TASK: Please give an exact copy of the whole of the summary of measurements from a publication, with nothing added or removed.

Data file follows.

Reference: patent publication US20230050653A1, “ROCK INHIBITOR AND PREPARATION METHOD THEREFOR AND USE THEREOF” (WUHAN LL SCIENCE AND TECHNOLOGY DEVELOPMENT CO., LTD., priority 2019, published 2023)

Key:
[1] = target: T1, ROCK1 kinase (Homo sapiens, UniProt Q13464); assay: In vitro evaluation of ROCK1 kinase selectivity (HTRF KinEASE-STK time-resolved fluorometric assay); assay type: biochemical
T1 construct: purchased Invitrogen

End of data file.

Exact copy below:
Reference: patent publication US20230050653A1, “ROCK INHIBITOR AND PREPARATION METHOD THEREFOR AND USE THEREOF” (WUHAN LL SCIENCE AND TECHNOLOGY DEVELOPMENT CO., LTD., priority 2019, published 2023)

Key:
[1] = target: T1, ROCK1 kinase (Homo sapiens, UniProt Q13464); assay: In vitro evaluation of ROCK1 kinase selectivity (HTRF KinEASE-STK time-resolved fluorometric assay); assay type: biochemical
T1 construct: purchased Invitrogen